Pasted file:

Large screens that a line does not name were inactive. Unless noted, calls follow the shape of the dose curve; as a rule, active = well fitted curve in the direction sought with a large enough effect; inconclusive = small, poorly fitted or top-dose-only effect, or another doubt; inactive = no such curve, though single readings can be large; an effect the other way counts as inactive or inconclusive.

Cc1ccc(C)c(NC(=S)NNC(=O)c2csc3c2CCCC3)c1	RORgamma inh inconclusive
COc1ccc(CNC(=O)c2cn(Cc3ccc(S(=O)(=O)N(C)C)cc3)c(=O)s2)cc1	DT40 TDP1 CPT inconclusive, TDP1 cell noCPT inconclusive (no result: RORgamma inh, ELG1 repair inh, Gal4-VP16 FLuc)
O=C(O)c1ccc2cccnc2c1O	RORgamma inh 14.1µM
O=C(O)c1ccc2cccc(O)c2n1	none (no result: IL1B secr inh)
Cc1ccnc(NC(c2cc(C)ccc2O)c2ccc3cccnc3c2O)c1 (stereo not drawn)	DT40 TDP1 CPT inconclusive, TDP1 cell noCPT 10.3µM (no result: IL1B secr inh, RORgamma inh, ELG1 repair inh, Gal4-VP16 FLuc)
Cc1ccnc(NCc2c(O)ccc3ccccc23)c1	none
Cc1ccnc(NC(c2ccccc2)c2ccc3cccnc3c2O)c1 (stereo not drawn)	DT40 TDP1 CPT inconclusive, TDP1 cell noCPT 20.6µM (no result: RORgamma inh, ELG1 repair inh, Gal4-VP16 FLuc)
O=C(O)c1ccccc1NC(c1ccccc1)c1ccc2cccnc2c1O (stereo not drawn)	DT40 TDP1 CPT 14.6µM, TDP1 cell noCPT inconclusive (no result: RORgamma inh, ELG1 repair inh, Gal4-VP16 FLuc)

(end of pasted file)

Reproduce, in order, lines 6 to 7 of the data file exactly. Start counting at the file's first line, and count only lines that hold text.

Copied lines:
Cc1ccnc(NC(c2cc(C)ccc2O)c2ccc3cccnc3c2O)c1 (stereo not drawn)	DT40 TDP1 CPT inconclusive, TDP1 cell noCPT 10.3µM (no result: IL1B secr inh, RORgamma inh, ELG1 repair inh, Gal4-VP16 FLuc)
Cc1ccnc(NCc2c(O)ccc3ccccc23)c1	none